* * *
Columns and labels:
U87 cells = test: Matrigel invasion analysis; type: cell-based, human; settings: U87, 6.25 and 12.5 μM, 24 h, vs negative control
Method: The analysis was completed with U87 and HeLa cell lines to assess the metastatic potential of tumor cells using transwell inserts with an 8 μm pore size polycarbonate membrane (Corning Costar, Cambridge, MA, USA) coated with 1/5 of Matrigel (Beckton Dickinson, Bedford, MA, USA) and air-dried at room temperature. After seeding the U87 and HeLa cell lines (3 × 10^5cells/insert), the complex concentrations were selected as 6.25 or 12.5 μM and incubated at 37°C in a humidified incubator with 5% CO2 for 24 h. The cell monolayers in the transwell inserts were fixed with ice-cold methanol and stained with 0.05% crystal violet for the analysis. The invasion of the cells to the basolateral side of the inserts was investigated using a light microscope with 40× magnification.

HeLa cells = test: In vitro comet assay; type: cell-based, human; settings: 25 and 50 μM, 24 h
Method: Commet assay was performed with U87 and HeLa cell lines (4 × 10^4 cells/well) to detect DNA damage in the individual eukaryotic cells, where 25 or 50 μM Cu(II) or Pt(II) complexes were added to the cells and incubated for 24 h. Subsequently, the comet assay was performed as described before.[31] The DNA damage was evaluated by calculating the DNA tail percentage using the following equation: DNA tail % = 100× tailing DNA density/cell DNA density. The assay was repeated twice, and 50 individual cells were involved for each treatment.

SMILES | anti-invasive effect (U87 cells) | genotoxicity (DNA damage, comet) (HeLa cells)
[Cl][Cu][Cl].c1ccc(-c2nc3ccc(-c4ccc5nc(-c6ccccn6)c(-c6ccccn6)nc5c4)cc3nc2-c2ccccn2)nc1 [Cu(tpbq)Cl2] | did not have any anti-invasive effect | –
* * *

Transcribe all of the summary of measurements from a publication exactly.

Columns and labels:
U87 cells = test: Matrigel invasion analysis; type: cell-based, human; settings: U87, 6.25 and 12.5 μM, 24 h, vs negative control
Method: The analysis was completed with U87 and HeLa cell lines to assess the metastatic potential of tumor cells using transwell inserts with an 8 μm pore size polycarbonate membrane (Corning Costar, Cambridge, MA, USA) coated with 1/5 of Matrigel (Beckton Dickinson, Bedford, MA, USA) and air-dried at room temperature. After seeding the U87 and HeLa cell lines (3 × 10^5cells/insert), the complex concentrations were selected as 6.25 or 12.5 μM and incubated at 37°C in a humidified incubator with 5% CO2 for 24 h. The cell monolayers in the transwell inserts were fixed with ice-cold methanol and stained with 0.05% crystal violet for the analysis. The invasion of the cells to the basolateral side of the inserts was investigated using a light microscope with 40× magnification.

HeLa cells = test: In vitro comet assay; type: cell-based, human; settings: 25 and 50 μM, 24 h
Method: Commet assay was performed with U87 and HeLa cell lines (4 × 10^4 cells/well) to detect DNA damage in the individual eukaryotic cells, where 25 or 50 μM Cu(II) or Pt(II) complexes were added to the cells and incubated for 24 h. Subsequently, the comet assay was performed as described before.[31] The DNA damage was evaluated by calculating the DNA tail percentage using the following equation: DNA tail % = 100× tailing DNA density/cell DNA density. The assay was repeated twice, and 50 individual cells were involved for each treatment.

SMILES | anti-invasive effect (U87 cells) | genotoxicity (DNA damage, comet) (HeLa cells)
[Cl][Cu][Cl].c1ccc(-c2nc3ccc(-c4ccc5nc(-c6ccccn6)c(-c6ccccn6)nc5c4)cc3nc2-c2ccccn2)nc1 [Cu(tpbq)Cl2] | did not have any anti-invasive effect | –